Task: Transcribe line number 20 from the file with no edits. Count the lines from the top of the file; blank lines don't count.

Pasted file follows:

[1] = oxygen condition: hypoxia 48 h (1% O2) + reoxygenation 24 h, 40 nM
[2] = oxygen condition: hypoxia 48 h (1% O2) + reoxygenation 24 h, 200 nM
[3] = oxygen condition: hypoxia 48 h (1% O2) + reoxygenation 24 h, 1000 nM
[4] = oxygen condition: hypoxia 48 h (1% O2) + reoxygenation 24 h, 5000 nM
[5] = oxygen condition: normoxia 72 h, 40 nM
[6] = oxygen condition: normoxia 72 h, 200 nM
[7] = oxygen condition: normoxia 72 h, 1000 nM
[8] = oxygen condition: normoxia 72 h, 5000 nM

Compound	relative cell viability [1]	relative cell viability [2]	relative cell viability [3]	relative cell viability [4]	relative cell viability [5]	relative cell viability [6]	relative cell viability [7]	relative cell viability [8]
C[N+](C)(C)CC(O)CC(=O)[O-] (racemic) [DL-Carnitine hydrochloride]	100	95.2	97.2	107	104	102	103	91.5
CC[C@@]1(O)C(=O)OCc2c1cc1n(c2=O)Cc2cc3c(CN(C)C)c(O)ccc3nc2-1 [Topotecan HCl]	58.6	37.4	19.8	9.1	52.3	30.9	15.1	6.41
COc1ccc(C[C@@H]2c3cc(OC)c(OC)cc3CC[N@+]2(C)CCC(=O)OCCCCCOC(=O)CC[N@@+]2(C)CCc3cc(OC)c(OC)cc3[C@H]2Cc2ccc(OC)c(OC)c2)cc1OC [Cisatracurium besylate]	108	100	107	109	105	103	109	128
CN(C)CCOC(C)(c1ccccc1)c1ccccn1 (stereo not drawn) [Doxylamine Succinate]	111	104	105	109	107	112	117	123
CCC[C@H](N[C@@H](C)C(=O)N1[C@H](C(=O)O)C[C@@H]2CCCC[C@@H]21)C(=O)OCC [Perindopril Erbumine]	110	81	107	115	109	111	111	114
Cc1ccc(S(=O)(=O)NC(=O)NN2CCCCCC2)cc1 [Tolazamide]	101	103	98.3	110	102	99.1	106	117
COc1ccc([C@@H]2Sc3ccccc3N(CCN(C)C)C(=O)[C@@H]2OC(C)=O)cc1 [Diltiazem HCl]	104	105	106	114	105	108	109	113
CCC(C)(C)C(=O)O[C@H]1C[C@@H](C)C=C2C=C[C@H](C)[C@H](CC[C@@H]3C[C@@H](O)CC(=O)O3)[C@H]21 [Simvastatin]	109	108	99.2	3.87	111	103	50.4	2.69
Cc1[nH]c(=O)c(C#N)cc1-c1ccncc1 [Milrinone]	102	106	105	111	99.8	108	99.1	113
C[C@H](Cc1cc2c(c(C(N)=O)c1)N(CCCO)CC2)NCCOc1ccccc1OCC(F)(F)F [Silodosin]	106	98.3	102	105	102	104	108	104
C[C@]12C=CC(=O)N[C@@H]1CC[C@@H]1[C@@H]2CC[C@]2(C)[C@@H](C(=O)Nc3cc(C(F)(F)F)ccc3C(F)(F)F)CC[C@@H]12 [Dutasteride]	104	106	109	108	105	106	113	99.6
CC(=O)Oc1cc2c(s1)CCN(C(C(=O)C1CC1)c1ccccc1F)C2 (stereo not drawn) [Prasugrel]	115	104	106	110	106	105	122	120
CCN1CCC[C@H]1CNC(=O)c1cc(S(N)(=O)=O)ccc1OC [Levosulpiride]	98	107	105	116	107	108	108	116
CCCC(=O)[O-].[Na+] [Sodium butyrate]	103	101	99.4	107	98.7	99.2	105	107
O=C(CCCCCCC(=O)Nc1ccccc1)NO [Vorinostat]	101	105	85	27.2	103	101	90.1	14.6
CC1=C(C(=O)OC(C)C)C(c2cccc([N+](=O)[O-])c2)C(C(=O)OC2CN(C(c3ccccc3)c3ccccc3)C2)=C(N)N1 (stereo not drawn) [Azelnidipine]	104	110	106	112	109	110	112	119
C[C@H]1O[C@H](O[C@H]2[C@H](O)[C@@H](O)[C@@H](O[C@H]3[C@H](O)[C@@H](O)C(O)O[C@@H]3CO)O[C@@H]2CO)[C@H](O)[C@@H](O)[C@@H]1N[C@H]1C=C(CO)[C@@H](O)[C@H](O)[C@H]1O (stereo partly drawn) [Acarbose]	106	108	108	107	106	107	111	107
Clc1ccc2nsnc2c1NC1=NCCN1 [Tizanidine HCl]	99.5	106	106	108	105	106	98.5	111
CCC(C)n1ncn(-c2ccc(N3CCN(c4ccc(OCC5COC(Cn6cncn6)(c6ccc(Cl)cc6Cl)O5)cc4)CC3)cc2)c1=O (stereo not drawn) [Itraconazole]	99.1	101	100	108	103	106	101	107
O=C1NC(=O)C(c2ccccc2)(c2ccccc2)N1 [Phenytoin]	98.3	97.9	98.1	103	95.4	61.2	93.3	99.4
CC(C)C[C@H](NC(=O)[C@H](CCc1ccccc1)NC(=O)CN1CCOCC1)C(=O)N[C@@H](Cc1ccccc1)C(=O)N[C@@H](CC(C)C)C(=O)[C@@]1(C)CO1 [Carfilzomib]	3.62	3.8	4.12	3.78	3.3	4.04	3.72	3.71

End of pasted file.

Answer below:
C[C@]12C=CC(=O)N[C@@H]1CC[C@@H]1[C@@H]2CC[C@]2(C)[C@@H](C(=O)Nc3cc(C(F)(F)F)ccc3C(F)(F)F)CC[C@@H]12 [Dutasteride]	104	106	109	108	105	106	113	99.6